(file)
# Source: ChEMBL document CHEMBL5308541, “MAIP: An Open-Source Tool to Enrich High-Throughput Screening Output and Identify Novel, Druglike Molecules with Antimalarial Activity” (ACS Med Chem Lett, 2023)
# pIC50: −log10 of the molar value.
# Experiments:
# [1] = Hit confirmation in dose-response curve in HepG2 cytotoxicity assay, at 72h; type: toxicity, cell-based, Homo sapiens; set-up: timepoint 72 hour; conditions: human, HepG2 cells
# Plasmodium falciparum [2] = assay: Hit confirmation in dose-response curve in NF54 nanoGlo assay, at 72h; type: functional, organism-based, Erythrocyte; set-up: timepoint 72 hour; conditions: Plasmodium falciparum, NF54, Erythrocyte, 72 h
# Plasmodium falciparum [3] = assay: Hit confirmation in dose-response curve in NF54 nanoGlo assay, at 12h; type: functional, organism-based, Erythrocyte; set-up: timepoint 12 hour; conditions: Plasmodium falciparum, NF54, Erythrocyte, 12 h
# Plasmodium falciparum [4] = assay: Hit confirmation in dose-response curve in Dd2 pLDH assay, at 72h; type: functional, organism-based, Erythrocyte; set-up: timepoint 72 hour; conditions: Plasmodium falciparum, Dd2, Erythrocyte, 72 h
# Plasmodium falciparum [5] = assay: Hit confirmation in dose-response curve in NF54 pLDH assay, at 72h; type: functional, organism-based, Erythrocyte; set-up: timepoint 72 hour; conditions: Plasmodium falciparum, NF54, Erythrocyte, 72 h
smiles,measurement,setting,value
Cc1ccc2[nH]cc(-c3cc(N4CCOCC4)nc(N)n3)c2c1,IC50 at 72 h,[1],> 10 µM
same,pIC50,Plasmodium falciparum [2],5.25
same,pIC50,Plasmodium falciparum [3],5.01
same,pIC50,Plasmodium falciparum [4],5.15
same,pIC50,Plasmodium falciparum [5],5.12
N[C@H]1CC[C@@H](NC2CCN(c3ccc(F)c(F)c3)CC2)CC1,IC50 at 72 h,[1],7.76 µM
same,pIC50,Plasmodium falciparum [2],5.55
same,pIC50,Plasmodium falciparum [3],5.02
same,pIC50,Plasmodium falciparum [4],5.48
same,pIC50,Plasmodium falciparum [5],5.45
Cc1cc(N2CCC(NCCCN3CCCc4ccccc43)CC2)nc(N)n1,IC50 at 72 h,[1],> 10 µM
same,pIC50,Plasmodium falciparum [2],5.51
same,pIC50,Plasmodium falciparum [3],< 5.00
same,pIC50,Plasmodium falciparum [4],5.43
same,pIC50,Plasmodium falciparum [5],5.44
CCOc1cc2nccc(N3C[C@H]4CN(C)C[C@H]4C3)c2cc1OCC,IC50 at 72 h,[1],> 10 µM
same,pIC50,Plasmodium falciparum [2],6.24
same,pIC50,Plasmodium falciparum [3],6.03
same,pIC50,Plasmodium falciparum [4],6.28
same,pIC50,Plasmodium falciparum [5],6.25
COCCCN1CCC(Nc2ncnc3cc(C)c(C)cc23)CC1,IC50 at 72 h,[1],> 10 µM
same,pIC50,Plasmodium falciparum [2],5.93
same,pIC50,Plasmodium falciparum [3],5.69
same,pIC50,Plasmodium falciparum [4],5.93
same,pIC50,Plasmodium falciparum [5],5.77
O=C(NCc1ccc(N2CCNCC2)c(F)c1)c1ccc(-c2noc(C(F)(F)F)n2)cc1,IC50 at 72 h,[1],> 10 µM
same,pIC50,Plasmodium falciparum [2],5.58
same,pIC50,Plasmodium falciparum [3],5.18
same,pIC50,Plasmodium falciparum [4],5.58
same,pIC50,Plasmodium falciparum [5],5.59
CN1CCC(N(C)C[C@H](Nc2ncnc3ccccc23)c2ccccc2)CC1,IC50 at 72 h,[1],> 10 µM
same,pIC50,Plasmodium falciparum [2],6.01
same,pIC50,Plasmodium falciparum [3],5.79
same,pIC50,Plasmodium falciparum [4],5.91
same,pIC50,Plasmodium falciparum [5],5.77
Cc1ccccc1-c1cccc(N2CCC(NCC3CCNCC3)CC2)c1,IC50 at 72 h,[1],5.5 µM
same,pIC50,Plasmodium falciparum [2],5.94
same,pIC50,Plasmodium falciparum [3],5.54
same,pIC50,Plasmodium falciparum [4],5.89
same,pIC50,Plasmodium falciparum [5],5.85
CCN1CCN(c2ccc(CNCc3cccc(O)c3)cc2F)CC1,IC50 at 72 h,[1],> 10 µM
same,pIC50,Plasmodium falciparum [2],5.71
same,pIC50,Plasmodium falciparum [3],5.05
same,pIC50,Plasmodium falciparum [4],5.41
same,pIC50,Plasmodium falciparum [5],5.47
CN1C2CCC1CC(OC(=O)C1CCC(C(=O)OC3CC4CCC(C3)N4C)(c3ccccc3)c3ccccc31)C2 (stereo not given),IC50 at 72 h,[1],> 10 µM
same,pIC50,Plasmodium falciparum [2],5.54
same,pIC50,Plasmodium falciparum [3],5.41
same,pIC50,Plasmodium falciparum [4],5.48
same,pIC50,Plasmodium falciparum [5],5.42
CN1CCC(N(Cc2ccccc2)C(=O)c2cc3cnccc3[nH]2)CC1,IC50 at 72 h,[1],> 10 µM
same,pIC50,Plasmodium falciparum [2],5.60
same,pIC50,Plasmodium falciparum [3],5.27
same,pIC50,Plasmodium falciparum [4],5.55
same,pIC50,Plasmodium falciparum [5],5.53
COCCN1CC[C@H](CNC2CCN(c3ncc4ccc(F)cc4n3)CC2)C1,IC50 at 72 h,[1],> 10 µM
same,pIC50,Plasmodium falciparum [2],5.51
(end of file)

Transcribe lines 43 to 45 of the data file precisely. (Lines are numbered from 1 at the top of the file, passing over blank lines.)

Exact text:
same,pIC50,Plasmodium falciparum [4],5.91
same,pIC50,Plasmodium falciparum [5],5.77
Cc1ccccc1-c1cccc(N2CCC(NCC3CCNCC3)CC2)c1,IC50 at 72 h,[1],5.5 µM